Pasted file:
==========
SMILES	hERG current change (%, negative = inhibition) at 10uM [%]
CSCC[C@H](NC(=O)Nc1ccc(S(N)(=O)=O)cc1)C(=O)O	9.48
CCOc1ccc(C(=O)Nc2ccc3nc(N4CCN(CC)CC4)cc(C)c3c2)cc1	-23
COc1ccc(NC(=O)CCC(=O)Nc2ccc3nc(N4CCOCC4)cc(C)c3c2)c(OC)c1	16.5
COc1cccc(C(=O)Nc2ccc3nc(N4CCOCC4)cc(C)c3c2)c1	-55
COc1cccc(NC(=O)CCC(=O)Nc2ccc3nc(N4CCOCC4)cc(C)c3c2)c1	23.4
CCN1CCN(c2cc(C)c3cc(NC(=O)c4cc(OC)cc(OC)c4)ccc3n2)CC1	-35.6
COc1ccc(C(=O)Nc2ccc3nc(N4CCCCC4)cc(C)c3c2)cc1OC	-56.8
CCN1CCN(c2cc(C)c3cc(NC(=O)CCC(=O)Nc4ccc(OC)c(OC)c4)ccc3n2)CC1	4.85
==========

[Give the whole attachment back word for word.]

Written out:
SMILES	hERG current change (%, negative = inhibition) at 10uM [%]
CSCC[C@H](NC(=O)Nc1ccc(S(N)(=O)=O)cc1)C(=O)O	9.48
CCOc1ccc(C(=O)Nc2ccc3nc(N4CCN(CC)CC4)cc(C)c3c2)cc1	-23
COc1ccc(NC(=O)CCC(=O)Nc2ccc3nc(N4CCOCC4)cc(C)c3c2)c(OC)c1	16.5
COc1cccc(C(=O)Nc2ccc3nc(N4CCOCC4)cc(C)c3c2)c1	-55
COc1cccc(NC(=O)CCC(=O)Nc2ccc3nc(N4CCOCC4)cc(C)c3c2)c1	23.4
CCN1CCN(c2cc(C)c3cc(NC(=O)c4cc(OC)cc(OC)c4)ccc3n2)CC1	-35.6
COc1ccc(C(=O)Nc2ccc3nc(N4CCCCC4)cc(C)c3c2)cc1OC	-56.8
CCN1CCN(c2cc(C)c3cc(NC(=O)CCC(=O)Nc4ccc(OC)c(OC)c4)ccc3n2)CC1	4.85